Five things you need to know today: Labour would not block new Scottish referendum

Plus, Trump to face protests as he visits El Paso and Dayton, Pakistan vows to resist India over Kashmir, Gove calls EU "wrong and sad". 

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McDonnell: "We would let the Scottish people decide"

A future Labour government would not block a second Scottish independence referendum, John McDonnell has said. In an interview at the Edinburgh Fringe festival, the shadow chancellor said any decision about a public vote was a matter for the devolved parliament. He told broadcaster Iain Dale: “We would not block something like that. We would let the Scottish people decide. That’s democracy.  “There are other views within the party, but that’s our view.” McDonnell’s comments contradict the position consistently taken by Scottish Labour leader Richard Leonard, who has opposed a second referendum.

Trump to face protests as he visits El Paso and Dayton

Donald Trump will face protests as he visits El Paso, Texas, and Dayton, Ohio, the sight of two mass shootings which left 31 people dead. Beto O’Rourke, the Democratic presidential candidate and El Paso natve, said that Trump was not welcome. “He’s helped to produce the suffering that we are experiencing right now. This community needs to heal,” he said. Trump has so far refused to comment on the El Paso gunman’s white supremacist manifesto and has not supported stronger gun control measures proposed by Congress.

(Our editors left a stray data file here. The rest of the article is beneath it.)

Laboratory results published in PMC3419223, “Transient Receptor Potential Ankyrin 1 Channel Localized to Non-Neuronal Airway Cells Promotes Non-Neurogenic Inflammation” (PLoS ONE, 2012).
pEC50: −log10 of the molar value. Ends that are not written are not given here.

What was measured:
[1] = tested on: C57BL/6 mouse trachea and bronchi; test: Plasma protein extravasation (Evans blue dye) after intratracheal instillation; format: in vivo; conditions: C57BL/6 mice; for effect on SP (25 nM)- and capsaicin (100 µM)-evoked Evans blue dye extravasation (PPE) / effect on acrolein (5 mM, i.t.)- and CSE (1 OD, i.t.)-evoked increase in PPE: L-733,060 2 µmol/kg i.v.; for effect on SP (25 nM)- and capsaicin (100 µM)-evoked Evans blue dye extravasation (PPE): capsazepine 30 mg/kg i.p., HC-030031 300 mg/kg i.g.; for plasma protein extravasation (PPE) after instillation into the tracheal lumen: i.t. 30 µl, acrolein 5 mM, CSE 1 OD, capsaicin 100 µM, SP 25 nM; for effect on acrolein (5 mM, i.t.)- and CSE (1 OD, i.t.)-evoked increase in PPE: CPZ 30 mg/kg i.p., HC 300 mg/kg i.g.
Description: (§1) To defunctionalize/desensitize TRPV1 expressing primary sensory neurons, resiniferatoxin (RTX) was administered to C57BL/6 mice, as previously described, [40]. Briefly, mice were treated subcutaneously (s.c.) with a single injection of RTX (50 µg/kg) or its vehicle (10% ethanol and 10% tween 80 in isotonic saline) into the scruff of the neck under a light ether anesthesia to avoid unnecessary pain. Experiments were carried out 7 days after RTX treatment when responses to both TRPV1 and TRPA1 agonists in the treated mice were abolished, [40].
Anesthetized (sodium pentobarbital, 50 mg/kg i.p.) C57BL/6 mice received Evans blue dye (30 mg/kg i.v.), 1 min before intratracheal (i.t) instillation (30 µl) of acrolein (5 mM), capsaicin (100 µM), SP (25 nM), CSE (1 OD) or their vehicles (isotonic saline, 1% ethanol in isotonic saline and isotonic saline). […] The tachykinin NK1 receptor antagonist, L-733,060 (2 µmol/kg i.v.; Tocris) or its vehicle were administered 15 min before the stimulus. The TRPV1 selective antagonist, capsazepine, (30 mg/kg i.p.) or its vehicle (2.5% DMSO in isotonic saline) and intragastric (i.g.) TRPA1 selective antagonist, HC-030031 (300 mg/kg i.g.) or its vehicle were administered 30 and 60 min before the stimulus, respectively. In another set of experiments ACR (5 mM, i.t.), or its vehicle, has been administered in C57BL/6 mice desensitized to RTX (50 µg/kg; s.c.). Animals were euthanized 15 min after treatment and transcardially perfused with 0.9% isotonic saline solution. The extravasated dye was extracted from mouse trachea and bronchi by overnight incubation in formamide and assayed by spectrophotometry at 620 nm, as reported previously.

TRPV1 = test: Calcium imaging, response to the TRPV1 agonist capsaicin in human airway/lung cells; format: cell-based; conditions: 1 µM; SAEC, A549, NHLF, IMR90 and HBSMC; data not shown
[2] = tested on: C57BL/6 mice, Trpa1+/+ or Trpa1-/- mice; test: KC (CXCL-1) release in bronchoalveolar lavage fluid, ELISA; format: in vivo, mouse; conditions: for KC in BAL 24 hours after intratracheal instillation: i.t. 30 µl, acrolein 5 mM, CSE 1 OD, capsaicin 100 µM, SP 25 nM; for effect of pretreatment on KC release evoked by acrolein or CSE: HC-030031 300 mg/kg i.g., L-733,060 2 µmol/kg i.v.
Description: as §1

Pakistan vows to fight Indian removal of Kashmir's autonomy

Pakistan has vowed to resist India’s decision to revoke Kashmir’s autonomy by any means necessary. Imran Khan, the Pakistani prime minister, denounced the act as illegal and said: “I am afraid that [India] will now carry out ethnic cleansing in Kashmir”. On Monday, India announced that it would end the special status granted to the territory in return for joining the Indian union following independence in 1947, and divide the state of Jammu and Kashmir in two. China has also condemned the move for undermining the country’s territorial sovereignty.

Gove calls EU "wrong and sad" over stalled Brexit negotiations 

Michael Gove has denounced the EU for refusing to reopen Brexit negotiations with the UK, calling it “wrong and sad”. Gove, who is responsible for no deal planning, said: “It is the EU that seems to be saying they are not interested. They are simply saying: ‘No, we don’t want to talk.’ I think that is wrong and sad. It is not in Europe’s interests.” The EU has consistently warned that is not prepared to countenance the removal of the Irish backstop, a measure designed to prevent the creation of a new hard border. 

YouTube and Netflix become third and fourth most popular channels

The four most popular television channels in Britain now include YouTube and Netflix, an Ofcom report has found, revealing the dramatic growth of streaming services. UK adults now watch an average of 34 minutes of YouTube and 18 minutes of Netflix a day, figures surpassed only by BBC One at 48 minutes and ITV at 37. The total number of UK streaming subscriptions rose by a quarter in 2018 - from 15.6m to 19.1m and viewers now watch 50 minutes less traditional TV each day than in 2010.